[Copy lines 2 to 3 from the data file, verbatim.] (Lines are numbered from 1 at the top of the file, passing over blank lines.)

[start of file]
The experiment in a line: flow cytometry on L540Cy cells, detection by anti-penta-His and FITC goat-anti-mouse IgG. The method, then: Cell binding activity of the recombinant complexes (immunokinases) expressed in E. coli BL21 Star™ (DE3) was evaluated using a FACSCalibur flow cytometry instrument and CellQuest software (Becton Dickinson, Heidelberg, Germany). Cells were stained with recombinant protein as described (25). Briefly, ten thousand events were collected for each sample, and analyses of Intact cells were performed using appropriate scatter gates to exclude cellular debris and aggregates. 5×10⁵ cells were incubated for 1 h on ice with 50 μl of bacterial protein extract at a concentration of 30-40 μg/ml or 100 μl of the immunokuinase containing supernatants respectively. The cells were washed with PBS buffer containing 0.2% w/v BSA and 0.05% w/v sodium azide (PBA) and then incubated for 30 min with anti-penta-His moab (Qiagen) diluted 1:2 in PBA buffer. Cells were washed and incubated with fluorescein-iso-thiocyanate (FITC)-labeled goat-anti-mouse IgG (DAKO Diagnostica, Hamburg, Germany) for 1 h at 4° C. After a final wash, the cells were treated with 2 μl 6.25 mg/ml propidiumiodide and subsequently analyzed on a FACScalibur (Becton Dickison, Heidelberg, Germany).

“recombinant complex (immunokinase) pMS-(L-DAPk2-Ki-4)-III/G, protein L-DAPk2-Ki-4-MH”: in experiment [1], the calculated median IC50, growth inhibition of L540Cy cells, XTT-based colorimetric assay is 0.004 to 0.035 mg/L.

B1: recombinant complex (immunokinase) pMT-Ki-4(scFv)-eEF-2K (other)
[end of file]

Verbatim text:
“recombinant complex (immunokinase) pMS-(L-DAPk2-Ki-4)-III/G, protein L-DAPk2-Ki-4-MH”: in experiment [1], the calculated median IC50, growth inhibition of L540Cy cells, XTT-based colorimetric assay is 0.004 to 0.035 mg/L.

B1: recombinant complex (immunokinase) pMT-Ki-4(scFv)-eEF-2K (other)